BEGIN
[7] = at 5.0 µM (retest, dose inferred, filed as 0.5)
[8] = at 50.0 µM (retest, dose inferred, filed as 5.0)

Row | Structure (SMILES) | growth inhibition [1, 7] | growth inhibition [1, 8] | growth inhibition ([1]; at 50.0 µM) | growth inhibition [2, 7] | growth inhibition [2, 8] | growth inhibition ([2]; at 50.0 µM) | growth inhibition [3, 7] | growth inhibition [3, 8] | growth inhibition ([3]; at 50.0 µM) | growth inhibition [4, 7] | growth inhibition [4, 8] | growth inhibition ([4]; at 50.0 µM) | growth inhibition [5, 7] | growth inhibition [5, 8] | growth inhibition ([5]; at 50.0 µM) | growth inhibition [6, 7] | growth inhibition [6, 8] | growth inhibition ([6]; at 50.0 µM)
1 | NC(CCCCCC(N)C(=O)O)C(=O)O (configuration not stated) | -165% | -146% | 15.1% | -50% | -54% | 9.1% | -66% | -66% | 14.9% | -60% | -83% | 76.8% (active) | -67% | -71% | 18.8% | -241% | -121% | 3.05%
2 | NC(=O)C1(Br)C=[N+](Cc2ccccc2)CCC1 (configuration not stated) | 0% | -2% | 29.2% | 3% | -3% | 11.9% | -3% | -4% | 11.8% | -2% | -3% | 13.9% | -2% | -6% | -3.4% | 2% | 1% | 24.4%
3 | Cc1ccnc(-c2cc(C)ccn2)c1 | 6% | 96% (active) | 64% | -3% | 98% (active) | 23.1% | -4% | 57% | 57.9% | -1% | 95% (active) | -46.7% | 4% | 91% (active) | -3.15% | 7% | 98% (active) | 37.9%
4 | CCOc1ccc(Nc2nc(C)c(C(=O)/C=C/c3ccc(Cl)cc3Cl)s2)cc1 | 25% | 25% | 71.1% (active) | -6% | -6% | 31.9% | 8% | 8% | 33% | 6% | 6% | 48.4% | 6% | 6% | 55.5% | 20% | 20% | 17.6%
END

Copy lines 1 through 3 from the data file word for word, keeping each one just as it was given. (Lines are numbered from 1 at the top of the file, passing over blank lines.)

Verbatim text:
[7] = at 5.0 µM (retest, dose inferred, filed as 0.5)
[8] = at 50.0 µM (retest, dose inferred, filed as 5.0)

Row | Structure (SMILES) | growth inhibition [1, 7] | growth inhibition [1, 8] | growth inhibition ([1]; at 50.0 µM) | growth inhibition [2, 7] | growth inhibition [2, 8] | growth inhibition ([2]; at 50.0 µM) | growth inhibition [3, 7] | growth inhibition [3, 8] | growth inhibition ([3]; at 50.0 µM) | growth inhibition [4, 7] | growth inhibition [4, 8] | growth inhibition ([4]; at 50.0 µM) | growth inhibition [5, 7] | growth inhibition [5, 8] | growth inhibition ([5]; at 50.0 µM) | growth inhibition [6, 7] | growth inhibition [6, 8] | growth inhibition ([6]; at 50.0 µM)